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Admit it – when timelines get short, or budgets are tight, often the first thing that goes out the window is the process of testing email campaigns. This time, we’re not talking about the repetitive testing that goes into making a design look consistent across Hotmail and Gmail, we’re talking about optimizing the results from your sends, such as maximizing your open rate with a proven subject line, or selecting a solid call to action.

After reading Mark Brownlow’s insightful post on what parts of an email should be tested, we thought it was time to look at 3 simple tests and how you can get them to work for you in Campaign Monitor.

Test #1: Picking an Effective Subject Line

Subject lines are by far the most popular element of an email design to test, for two reasons: a) designers are an indecisive lot, and b) it’s so very easy to do. But perhaps more importantly, the subject line has a big part in determining whether the email gets opened or not. And with more opens, you consequently get more clicks, too.

For example, in last month’s newsletter, we had two subject lines in mind, being:

Subject lines

By creating an A/B split campaign, it’s possible to test both subject lines by sending two versions of the email to a small portion of subscribers. Once the test is complete, the most popular version is then automatically sent to the majority of subscribers. That said, can you guess which of our subject lines won?

A/B test

According to the estimate in our A/B testing reports, Version A resulted in an additional 1,640 opens, or a 6% increase over Version B. A modest improvement, but not bad for 30 seconds of work. But perhaps most importantly, we can look at this in alongside previous test results, or use it as a starting point for future tests to determine what kinds of subject lines are most effective.

Test #2: A Cool Call to Action

“So a client *almost* didn’t want to run an A/B split test… But they did and will get 400%+ in clickthroughs. Yay!”
@lonnietapia

Although a little more legwork than running an A/B split on a subject line, testing email content such as a call to action or button design is a swell way to generate more clicks and maybe even learn a bit about what elements work best in your email newsletter. Plus, the results can be compelling. As mentioned in Mark’s post, ‘I recommend (that) new email marketers test creative elements like adding call to action preheaders, call to action buttons and language, as these often provide big, immediate wins.’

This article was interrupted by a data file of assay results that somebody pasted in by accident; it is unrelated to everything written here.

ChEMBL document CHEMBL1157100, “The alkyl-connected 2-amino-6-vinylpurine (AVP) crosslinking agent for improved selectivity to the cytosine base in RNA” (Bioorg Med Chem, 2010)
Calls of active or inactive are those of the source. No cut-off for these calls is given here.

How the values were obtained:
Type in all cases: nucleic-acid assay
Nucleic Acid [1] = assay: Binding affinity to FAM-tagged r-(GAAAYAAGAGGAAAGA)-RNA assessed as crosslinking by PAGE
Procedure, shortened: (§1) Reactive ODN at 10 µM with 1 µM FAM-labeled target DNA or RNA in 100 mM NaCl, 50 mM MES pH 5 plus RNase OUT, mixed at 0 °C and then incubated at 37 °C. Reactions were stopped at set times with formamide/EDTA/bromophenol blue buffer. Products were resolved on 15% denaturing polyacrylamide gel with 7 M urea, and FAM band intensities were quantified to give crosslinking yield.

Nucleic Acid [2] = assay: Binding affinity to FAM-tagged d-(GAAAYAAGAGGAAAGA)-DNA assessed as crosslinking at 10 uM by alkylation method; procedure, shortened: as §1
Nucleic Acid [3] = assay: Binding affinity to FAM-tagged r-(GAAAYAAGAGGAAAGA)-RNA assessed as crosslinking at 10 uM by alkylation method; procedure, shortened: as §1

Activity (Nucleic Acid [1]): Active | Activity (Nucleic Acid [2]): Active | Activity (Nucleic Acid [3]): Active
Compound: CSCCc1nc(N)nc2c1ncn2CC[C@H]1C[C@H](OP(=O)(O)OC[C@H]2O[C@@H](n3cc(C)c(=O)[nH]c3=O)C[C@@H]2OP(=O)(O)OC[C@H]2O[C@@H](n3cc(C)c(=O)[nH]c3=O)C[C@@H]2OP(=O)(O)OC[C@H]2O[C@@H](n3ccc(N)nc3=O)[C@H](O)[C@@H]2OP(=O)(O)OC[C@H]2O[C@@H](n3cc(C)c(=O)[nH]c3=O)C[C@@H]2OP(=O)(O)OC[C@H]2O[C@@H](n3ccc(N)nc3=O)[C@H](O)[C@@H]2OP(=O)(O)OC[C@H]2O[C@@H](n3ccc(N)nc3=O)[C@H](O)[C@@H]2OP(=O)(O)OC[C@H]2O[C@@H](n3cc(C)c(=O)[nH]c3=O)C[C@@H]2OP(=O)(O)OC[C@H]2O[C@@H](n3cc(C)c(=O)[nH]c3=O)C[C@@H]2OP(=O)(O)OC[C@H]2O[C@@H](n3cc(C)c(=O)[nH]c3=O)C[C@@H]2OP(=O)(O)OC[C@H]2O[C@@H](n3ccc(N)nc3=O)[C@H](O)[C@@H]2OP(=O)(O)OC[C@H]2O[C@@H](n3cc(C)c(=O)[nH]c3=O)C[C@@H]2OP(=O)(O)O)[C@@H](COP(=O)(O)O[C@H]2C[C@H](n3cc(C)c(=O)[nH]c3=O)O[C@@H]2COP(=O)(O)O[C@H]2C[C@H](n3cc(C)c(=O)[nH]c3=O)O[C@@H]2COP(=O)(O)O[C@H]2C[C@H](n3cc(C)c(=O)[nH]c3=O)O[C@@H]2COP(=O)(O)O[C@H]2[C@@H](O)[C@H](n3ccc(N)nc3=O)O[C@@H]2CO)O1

As we’re going to stick with the easy stuff in post, lets look at an example from earlier this year – an A/B split campaign that used two different calls to action (CTAs). Can you guess which one won?

CTAs - Version A & B

Both seemed like strong candidates, but the test results really set them apart:
A/B results

The reports estimated that the Version A received an estimated 51% increase in clicks to the CTA as a result of being sent. That’s the difference a line can make!

Test #3: Which Image Wins?

Another key suggestion from the post was to, “…test (product) images: these can produce a big lift and are easy to do.” Like the above A/B split campaign, this also requires two versions of your email content, but as our friend, Anna Yeaman at Style Campaign observed from her A/B tests on animated vs. non-animated email newsletters, the results can be dramatic.

In her example, she created two versions of the same email, but one included an animated gif, while the other displayed a static frame instead:

Version A

Version A

Version B

Version B

 

After running a A/B split on email content, the winner (Version B) was sent and consequently racked up an estimated 26% increase in click-throughs – all thanks to the small animation above.

We’ve Only Just Begun…

So, we’ve featured some fairly simple examples here, but as the folks at Performable point out, A/B testing doesn’t necessarily have to be about small changes – you can also use A/B split tests to determine which email layouts work best, how tone of copy affects response and more. By testing two very different email designs, it is possible to, for instance, determine if a redesigned email newsletter is on the right track as a whole… But of course, this is quite different from determining which single CTA works best!